The news crew had no previous training or educational background on China before being airdropped int the country with the directive of covering some of the biggest breaking news stories on the planet.
“There is this idea that just because a reporter does well in some place like Iraq that they will do well in China. Iraq was an American show, China is something else entirely. It takes them a couple of years before they can even do anything here,” a China correspondent for a major American public broadcasting network once expressed to me over beers.
We walked out of the news crew’s hotel and piled into the van that they hired for the day. I told the driver where we wanted to go, but he had no idea where it was. Nanhui — or Lingang — isn’t a place that people just end up passing through from time to time. It’s out there. I explained to him where it was: “You know the end of Pudong, by Yangshan Port? There.” He asked why we wanted to go there — a very good question.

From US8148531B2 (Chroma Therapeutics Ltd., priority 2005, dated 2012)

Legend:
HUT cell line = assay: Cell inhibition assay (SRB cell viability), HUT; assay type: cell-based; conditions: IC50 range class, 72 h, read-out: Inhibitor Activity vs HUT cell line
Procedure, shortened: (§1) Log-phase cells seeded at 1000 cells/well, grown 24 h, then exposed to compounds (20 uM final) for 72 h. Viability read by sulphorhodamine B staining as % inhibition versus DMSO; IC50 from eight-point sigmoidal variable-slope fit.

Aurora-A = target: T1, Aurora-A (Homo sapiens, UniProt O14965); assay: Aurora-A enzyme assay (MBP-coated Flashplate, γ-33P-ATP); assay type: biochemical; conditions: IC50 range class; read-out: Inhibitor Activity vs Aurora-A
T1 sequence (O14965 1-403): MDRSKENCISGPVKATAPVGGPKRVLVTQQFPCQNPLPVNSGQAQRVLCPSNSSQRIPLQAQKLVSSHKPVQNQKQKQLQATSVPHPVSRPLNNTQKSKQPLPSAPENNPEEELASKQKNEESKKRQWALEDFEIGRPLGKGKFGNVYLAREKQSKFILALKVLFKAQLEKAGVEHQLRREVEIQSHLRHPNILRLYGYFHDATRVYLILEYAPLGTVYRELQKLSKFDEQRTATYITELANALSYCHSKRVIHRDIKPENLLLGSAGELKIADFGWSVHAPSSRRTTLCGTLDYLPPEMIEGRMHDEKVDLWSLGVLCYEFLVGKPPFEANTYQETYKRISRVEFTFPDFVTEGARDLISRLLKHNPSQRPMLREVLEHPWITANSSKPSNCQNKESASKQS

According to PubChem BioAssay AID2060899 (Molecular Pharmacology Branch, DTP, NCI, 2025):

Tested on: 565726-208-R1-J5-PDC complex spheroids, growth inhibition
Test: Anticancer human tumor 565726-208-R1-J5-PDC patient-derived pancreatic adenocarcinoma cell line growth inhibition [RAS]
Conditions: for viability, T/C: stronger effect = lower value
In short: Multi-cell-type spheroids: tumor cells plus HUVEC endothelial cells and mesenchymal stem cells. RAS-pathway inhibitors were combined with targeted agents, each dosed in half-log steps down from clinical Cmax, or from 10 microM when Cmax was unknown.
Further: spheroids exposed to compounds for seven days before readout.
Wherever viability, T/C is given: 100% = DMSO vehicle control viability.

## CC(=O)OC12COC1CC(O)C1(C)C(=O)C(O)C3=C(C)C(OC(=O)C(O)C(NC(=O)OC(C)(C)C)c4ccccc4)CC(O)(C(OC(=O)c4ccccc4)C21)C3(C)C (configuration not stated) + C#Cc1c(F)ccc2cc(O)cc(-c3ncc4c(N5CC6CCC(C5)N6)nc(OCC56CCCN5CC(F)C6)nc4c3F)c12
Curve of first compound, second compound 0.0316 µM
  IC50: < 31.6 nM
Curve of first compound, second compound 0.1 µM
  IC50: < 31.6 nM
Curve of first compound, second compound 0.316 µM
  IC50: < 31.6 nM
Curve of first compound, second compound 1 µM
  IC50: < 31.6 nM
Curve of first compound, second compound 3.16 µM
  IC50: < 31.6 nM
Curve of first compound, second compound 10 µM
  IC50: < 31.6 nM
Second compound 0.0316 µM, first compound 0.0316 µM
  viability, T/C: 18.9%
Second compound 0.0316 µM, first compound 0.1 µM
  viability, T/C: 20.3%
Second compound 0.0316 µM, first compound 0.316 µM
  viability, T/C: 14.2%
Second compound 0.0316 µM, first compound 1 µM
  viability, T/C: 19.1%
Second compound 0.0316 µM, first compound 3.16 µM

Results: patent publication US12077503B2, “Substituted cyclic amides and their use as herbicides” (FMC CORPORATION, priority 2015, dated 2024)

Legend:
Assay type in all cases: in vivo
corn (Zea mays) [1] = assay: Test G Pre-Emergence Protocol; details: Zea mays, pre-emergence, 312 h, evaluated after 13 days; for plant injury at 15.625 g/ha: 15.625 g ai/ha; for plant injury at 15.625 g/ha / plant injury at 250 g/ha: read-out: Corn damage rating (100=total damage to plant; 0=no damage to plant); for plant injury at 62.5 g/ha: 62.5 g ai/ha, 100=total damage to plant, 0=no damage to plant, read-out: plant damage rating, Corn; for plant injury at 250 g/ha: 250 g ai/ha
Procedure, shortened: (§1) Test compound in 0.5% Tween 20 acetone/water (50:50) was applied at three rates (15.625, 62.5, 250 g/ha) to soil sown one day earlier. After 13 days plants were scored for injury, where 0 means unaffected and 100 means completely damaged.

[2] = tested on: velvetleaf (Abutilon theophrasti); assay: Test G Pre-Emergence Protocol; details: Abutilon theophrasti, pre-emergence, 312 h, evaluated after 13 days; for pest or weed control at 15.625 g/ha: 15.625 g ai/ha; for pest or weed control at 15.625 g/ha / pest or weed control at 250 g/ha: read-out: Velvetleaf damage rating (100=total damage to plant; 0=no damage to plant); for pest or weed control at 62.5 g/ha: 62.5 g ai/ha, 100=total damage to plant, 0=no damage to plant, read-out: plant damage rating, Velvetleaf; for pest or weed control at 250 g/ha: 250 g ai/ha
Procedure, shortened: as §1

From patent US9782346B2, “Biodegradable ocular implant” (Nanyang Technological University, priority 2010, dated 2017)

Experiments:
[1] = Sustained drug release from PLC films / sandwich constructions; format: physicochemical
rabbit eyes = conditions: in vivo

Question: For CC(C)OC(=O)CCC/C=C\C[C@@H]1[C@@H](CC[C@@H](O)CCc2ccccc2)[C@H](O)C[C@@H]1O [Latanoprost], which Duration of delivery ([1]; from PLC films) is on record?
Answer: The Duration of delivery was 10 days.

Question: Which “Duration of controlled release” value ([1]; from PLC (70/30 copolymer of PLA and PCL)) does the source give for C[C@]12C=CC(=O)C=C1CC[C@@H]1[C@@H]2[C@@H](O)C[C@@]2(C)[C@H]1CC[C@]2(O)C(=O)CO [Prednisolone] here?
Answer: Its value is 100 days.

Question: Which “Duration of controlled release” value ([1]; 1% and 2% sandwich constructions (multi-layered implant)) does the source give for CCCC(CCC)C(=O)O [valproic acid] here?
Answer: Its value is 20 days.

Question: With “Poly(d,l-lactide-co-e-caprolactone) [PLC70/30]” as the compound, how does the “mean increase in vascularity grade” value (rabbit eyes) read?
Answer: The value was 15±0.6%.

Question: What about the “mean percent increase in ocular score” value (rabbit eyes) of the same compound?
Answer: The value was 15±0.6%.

We arrived a little over an hour later. I told the driver to go down the new city’s main street. The last time I was there was almost a year before and there was more or less nothing but buildings and roads, more or less nobody but myself. I grew a little uneasy then as I watched an unending stream of cars emerged from the once abandoned town center and pass by us going the other direction. There were people on the sidewalks and some of the formerly empty office towers had workers spewing in and out.